Sophomore Jeff Lamp sneaked behind Maryland's zone defense, took a lovely pass from teammate Lee Raker and scored on a layup with 34 seconds remaining to propel Virginia to a controversial 75-72 victory today.

On a day when Maryland's Albert King scored a career high of 30 points, Ernest Graham took the Terrapins' final shot near the foul line in an effort to force an overtime.

Graham's jumper hit the rim and was rebounded by Raker, who was immediately surrounded by three Terrapins. King fouled him with three seconds remaining, and Raker hit the first free throw for Virginia's breatheeasy three-point lead. He missed the second.

The critical layup by Lamp, who scored 32 points, was preceded by a questionable back-court violation called on Maryland guard Dutch Morley with 1:59 left.

The teams were tied at 72 as Morley had the ball near midcourt. Virginia's Bobby Stokes batted the ball out of Morley's grasp. As soon as Morley went over the line to retrieve it, he was called for the over-and-back violation.

"I don't understand the call," Morley said. "I could say a lot of things, but if the ref said it was a back-court violation, it was. I know I didn't have possession."

The rules state a back-court violation occurs if the offensive player was the last one to touch the ball while the ball was in control of his team before it went in the back court.

John Moreau, the official who made the call, interpreted the rule and explained the sequence of events when contacted by telephone after the game tonight.

"The last one who touched the ball in the front court was red (Maryland)," Moreau said. "When he retouched the ball in the back court, that constituted a back-court violation.

"Team possession was never lost by the batting of the ball," Moreau added. "The opponent never gained possession of the ball."

"I haven't seen the films, but I'd bet money it was a wrong call," said Maryland Coach Lefty Driesell. "I have nothing to say except our guys played great, well enough to win. And I'm proud of them. I hope we get another shot at Virginia in the [conference] tournament."

The loss left Maryland at 17-9 overall and 6-6 in the Atlantic Coast Conference. The Terrapins finished fourth in the ACC and will open the tournament Thursday against Clemson (5-7).

Virginia improved to 18-8 with its fifth straight victory over the Terrapins and finished 7-5 in the ACC, good for third place. The Cavaliers will take on the winner of Sunday morning's coin flip between Wake Forest and North Carolina State, who tied for sixth place.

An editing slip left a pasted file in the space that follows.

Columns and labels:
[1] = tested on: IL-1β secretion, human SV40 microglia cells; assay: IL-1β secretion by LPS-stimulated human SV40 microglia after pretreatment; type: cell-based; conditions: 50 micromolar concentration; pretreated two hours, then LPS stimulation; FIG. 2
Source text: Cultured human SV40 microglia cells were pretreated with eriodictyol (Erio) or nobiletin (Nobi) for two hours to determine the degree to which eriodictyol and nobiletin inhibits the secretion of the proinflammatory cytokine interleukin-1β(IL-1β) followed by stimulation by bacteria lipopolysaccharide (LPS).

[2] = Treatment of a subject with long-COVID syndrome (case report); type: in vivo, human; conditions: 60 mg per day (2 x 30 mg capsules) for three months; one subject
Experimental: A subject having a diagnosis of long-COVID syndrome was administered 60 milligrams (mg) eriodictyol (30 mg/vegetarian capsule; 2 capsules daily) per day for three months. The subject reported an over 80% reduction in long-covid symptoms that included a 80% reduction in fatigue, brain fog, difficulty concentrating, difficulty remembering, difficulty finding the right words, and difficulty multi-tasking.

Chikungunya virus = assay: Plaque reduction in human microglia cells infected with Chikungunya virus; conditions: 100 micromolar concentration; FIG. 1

While Lamp and King, two of college basketball's sophomore prodigies, were putting on a wonderful show, Raker's less flashy heroics were just as important down the stretch.

Playing with pulled stomach muscles, Raker hit two free throws to tie the game at 72, then made the pass of the day to set up Lamp for the winning layup.

After the backcourt call, Virginia held the ball for almost 90 seconds. Raker had the ball on the wing when he spotted Lamp open low on the baseline. He fed him the ball and Lamp whirled around Larry Gibson for the basket.

Maryland called time out with 18 seconds remaining, then worked the ball around for a last shot.

Graham, who hit seven of 17 shots from the floor and finished with 17 points, insisted he was bumped by a Virginia player on his attempt to tie the game. He put up his shot hoping to get two free throws.

"Ernest said the guy bumped him," Driesell said, "so he threw it up there for the free throw."

But there was no call. Raker then was fouled by King. He made one of two free throws and Maryland's last-gasp attempt to get the ball downcourt for a shot with two seconds left failed when Virginia's Steve Castellan intercepted the pass.

Raker, meanwhile, said his game-winning pass to Lamp "just happened. Jeff just broke underneath and he was open. We were in a free-lance situation with two cutters going (to the basket)."

"It was a great pass," Lamp said. "I went up between two guys (Gibson and Buck Williams) for the score. We had no set play. We were just looking for the open man."

Lamp and King, meanwhile, were mesmerizing all day -- Lamp swishing shot after shot from the baseline, King leaping in the lane and shooting high above the crowd.

Lamp was 13 of 21 from the floor and six of seven from the foul line, King was 12 of 18 and six of nine at free throw line.

"Lamp is a great shooter and his team sets him up well," King said. "There are four or five picks coming at you at once, and they build their team around him.

"Ours is not a patterned type of team. We just have a different kind of offense.

"Today I felt comfortable. I felt better. I wasn't pumping. I was going straight up and shooting. In high school, that (pumping, faking, etc.) was all I did. It was my normal game. But I think I'll do this more often."